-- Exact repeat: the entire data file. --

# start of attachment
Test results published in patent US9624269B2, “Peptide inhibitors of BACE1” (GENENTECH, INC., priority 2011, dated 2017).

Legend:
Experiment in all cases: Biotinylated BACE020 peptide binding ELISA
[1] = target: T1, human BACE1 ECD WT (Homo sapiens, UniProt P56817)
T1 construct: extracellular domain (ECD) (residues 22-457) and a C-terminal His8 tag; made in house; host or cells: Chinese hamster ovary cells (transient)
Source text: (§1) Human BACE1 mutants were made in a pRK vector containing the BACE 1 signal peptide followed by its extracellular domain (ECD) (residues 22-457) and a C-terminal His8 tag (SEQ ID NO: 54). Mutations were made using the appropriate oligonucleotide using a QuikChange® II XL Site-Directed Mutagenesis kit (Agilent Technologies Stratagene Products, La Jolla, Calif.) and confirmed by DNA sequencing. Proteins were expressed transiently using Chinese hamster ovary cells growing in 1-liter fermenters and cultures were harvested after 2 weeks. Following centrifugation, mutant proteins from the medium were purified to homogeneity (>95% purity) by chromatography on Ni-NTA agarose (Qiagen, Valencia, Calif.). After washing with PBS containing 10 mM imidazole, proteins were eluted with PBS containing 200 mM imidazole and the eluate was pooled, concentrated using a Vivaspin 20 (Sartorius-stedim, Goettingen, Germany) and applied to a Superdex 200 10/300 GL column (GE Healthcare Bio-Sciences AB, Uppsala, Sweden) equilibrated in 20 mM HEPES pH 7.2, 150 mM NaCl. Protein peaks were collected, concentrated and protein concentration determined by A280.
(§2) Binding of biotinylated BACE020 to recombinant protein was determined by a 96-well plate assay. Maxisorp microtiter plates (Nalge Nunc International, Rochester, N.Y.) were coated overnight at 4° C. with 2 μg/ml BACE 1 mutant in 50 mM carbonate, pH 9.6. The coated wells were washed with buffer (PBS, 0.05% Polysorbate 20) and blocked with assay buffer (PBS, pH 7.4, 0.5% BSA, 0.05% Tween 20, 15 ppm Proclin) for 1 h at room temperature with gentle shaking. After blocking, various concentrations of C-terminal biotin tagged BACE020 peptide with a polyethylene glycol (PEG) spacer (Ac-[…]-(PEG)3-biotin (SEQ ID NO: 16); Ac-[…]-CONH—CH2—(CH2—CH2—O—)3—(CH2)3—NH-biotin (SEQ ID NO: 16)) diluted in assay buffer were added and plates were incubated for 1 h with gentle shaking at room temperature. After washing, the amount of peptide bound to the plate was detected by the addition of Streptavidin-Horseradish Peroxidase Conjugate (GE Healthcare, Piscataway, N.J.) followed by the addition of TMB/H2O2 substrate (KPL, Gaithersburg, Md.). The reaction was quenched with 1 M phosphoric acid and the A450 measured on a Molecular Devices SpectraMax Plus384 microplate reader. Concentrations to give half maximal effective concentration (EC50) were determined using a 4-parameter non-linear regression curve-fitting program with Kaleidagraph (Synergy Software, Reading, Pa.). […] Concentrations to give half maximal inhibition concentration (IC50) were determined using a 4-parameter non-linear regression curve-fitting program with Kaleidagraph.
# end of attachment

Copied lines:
Test results published in patent US9624269B2, “Peptide inhibitors of BACE1” (GENENTECH, INC., priority 2011, dated 2017).

Legend:
Experiment in all cases: Biotinylated BACE020 peptide binding ELISA
[1] = target: T1, human BACE1 ECD WT (Homo sapiens, UniProt P56817)
T1 construct: extracellular domain (ECD) (residues 22-457) and a C-terminal His8 tag; made in house; host or cells: Chinese hamster ovary cells (transient)
Source text: (§1) Human BACE1 mutants were made in a pRK vector containing the BACE 1 signal peptide followed by its extracellular domain (ECD) (residues 22-457) and a C-terminal His8 tag (SEQ ID NO: 54). Mutations were made using the appropriate oligonucleotide using a QuikChange® II XL Site-Directed Mutagenesis kit (Agilent Technologies Stratagene Products, La Jolla, Calif.) and confirmed by DNA sequencing. Proteins were expressed transiently using Chinese hamster ovary cells growing in 1-liter fermenters and cultures were harvested after 2 weeks. Following centrifugation, mutant proteins from the medium were purified to homogeneity (>95% purity) by chromatography on Ni-NTA agarose (Qiagen, Valencia, Calif.). After washing with PBS containing 10 mM imidazole, proteins were eluted with PBS containing 200 mM imidazole and the eluate was pooled, concentrated using a Vivaspin 20 (Sartorius-stedim, Goettingen, Germany) and applied to a Superdex 200 10/300 GL column (GE Healthcare Bio-Sciences AB, Uppsala, Sweden) equilibrated in 20 mM HEPES pH 7.2, 150 mM NaCl. Protein peaks were collected, concentrated and protein concentration determined by A280.
(§2) Binding of biotinylated BACE020 to recombinant protein was determined by a 96-well plate assay. Maxisorp microtiter plates (Nalge Nunc International, Rochester, N.Y.) were coated overnight at 4° C. with 2 μg/ml BACE 1 mutant in 50 mM carbonate, pH 9.6. The coated wells were washed with buffer (PBS, 0.05% Polysorbate 20) and blocked with assay buffer (PBS, pH 7.4, 0.5% BSA, 0.05% Tween 20, 15 ppm Proclin) for 1 h at room temperature with gentle shaking. After blocking, various concentrations of C-terminal biotin tagged BACE020 peptide with a polyethylene glycol (PEG) spacer (Ac-[…]-(PEG)3-biotin (SEQ ID NO: 16); Ac-[…]-CONH—CH2—(CH2—CH2—O—)3—(CH2)3—NH-biotin (SEQ ID NO: 16)) diluted in assay buffer were added and plates were incubated for 1 h with gentle shaking at room temperature. After washing, the amount of peptide bound to the plate was detected by the addition of Streptavidin-Horseradish Peroxidase Conjugate (GE Healthcare, Piscataway, N.J.) followed by the addition of TMB/H2O2 substrate (KPL, Gaithersburg, Md.). The reaction was quenched with 1 M phosphoric acid and the A450 measured on a Molecular Devices SpectraMax Plus384 microplate reader. Concentrations to give half maximal effective concentration (EC50) were determined using a 4-parameter non-linear regression curve-fitting program with Kaleidagraph (Synergy Software, Reading, Pa.). […] Concentrations to give half maximal inhibition concentration (IC50) were determined using a 4-parameter non-linear regression curve-fitting program with Kaleidagraph.